Reagan Backs Bush's Call for Child Care Tax Credits

United Press International

President Reagan supported Vice President George Bush's new child-care proposals today, saying they would "strengthen the family" and permit thousands of mothers to choose to stay home with their children.

Reagan made the remarks in an address to about 10,000 delegates to the Student Congress on Evangelism at the Washington Convention Center where his wife, Nancy, spoke Wednesday evening.

The plan, unveiled Monday by Bush, who will receive his party's nomination next month, proposes $1,000-per-child tax credits to low-income families who arrange their own child care. The credits would help cover any costs incurred for care in the home, a church or a licensed children's center.

The package would cost an estimated $2.2 billion, and while critics say it does not allocate enough, supporters say it encourages traditional values by rewarding a parent for staying at home to care for a child.

"Vice President Bush has proposed an innovative plan," said Reagan, "one that would strengthen the family."

Options for Mothers

Reagan said working mothers "could put the money toward child care. But by giving each family this tax credit the vice president's plan would also permit thousands of mothers to choose to stay home with their children."

Reagan told the gathering of young evangelicals from all denominations, "I'm not going to preach a sermon," and, instead, recited a litany of familiar themes on family values, calling for prayer in the schools and saying that the "taking of some 4,000 unborn children's lives every day . . . must stop."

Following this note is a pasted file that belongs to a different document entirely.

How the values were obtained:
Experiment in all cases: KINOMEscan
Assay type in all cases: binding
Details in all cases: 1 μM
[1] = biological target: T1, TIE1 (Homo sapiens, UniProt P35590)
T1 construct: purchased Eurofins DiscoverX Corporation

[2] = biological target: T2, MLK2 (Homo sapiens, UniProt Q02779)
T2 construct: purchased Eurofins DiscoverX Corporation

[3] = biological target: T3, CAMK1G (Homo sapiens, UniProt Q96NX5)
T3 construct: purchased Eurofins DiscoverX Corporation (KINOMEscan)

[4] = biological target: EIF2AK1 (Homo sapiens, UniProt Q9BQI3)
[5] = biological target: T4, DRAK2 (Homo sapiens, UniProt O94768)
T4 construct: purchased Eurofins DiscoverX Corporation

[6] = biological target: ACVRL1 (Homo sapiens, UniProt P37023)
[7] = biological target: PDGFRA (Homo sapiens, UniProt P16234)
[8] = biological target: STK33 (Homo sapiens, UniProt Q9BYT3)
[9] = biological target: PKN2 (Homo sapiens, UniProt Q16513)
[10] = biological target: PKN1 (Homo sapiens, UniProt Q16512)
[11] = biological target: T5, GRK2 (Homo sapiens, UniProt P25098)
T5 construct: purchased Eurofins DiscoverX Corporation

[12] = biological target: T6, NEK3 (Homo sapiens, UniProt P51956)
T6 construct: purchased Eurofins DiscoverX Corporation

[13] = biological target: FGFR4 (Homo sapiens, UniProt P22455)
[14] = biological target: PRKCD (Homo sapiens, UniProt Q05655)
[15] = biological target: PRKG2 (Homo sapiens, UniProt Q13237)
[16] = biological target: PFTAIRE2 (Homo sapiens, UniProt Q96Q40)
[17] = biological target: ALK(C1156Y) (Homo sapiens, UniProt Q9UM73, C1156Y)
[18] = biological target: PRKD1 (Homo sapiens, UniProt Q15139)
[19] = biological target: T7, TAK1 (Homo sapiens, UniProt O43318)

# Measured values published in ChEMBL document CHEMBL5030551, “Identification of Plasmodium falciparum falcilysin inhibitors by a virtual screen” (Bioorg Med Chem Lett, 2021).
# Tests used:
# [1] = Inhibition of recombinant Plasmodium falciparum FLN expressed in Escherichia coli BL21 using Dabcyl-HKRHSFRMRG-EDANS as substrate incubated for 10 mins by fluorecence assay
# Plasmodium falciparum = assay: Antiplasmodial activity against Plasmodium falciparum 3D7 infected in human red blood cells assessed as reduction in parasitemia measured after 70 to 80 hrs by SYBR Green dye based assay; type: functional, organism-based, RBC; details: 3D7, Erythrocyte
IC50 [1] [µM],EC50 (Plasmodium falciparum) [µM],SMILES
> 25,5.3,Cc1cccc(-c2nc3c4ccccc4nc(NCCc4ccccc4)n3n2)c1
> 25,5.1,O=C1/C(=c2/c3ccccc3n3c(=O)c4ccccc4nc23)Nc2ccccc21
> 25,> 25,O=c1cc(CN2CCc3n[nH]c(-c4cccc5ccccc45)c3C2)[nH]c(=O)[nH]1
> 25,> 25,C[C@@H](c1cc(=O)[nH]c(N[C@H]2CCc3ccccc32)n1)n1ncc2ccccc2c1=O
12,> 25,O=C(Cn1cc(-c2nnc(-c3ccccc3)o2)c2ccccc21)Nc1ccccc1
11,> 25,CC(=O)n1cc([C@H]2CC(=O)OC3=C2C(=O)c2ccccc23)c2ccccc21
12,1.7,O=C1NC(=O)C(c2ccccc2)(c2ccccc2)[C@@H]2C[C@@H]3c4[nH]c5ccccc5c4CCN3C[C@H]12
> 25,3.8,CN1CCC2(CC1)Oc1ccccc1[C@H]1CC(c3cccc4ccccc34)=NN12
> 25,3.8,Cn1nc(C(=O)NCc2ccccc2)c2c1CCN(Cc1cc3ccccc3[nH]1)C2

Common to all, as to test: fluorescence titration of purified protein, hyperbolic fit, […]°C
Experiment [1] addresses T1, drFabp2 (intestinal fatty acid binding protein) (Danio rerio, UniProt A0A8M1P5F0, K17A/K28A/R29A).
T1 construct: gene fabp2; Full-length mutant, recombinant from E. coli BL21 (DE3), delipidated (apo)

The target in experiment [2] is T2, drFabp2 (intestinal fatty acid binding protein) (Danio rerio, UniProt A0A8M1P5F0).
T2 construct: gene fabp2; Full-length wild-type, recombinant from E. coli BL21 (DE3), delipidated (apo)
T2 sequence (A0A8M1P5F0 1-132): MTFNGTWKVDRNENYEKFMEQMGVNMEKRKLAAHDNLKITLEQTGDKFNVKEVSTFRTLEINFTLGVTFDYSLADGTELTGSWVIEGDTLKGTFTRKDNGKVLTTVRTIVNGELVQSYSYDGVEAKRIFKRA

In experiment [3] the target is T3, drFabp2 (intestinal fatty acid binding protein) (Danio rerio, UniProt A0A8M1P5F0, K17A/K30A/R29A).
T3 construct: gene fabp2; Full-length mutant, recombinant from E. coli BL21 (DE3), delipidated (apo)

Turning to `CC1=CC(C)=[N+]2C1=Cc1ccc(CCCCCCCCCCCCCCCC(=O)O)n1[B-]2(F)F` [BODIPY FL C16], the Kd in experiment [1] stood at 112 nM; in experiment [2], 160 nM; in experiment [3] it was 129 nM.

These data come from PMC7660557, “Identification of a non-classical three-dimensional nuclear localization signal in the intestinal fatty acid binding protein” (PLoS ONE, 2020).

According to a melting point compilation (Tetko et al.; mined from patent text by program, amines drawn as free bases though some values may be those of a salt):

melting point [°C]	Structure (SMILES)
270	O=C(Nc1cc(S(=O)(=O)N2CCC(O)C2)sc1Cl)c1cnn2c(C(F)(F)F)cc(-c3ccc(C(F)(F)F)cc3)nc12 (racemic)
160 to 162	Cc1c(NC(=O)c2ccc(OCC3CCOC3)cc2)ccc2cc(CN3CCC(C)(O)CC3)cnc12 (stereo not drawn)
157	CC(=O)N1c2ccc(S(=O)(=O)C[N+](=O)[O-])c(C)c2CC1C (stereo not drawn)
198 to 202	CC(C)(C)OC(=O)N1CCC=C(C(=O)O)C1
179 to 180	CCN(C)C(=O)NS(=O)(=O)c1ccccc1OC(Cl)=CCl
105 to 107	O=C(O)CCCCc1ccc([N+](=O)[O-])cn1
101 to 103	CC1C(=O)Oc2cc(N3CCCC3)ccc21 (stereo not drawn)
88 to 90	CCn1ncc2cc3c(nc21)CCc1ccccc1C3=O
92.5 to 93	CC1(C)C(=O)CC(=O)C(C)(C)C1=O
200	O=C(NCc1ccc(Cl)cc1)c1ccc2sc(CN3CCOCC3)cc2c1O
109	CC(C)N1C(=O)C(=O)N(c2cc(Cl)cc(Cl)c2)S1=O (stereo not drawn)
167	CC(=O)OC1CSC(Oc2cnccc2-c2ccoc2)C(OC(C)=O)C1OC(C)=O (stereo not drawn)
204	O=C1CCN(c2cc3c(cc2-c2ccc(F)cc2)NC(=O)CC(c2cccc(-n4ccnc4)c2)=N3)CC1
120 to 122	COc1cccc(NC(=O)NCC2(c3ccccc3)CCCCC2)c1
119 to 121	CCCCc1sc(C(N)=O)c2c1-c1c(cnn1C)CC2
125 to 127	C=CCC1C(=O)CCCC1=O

The President also urged the teen-agers to abstain from promiscuity.

"I'm sure that each of you believes that someday you'll find someone to fall in love with, and you will: Sometimes you may get frustrated, and, yes, finding the right one may take longer than you thought," he said. "But don't worry, it will happen. And that's why it's so important for you not to pay any attention at all to all those who say that promiscuity is somehow stylish and rewarding. No, the right thing to do is wait for that one special person--beginning now."

Concedes Decline

Reagan said, "We must admit that in recent years, America did seem to lose some of her religious and moral bearings."

He said pornography spread unchecked and was "available virtually on every magazine rack in every drugstore or shop in the land."

He said drug abuse "spread through the nation like a fever, attracting children as well as adults and involving drugs that were once unheard of--drugs like LSD and PCP."

While the President said those problems remain, "I believe there's been a change."

"Now, although we Americans have done much to put our national life back on the firm foundation of traditional values, there is still a great deal to be done," he said.

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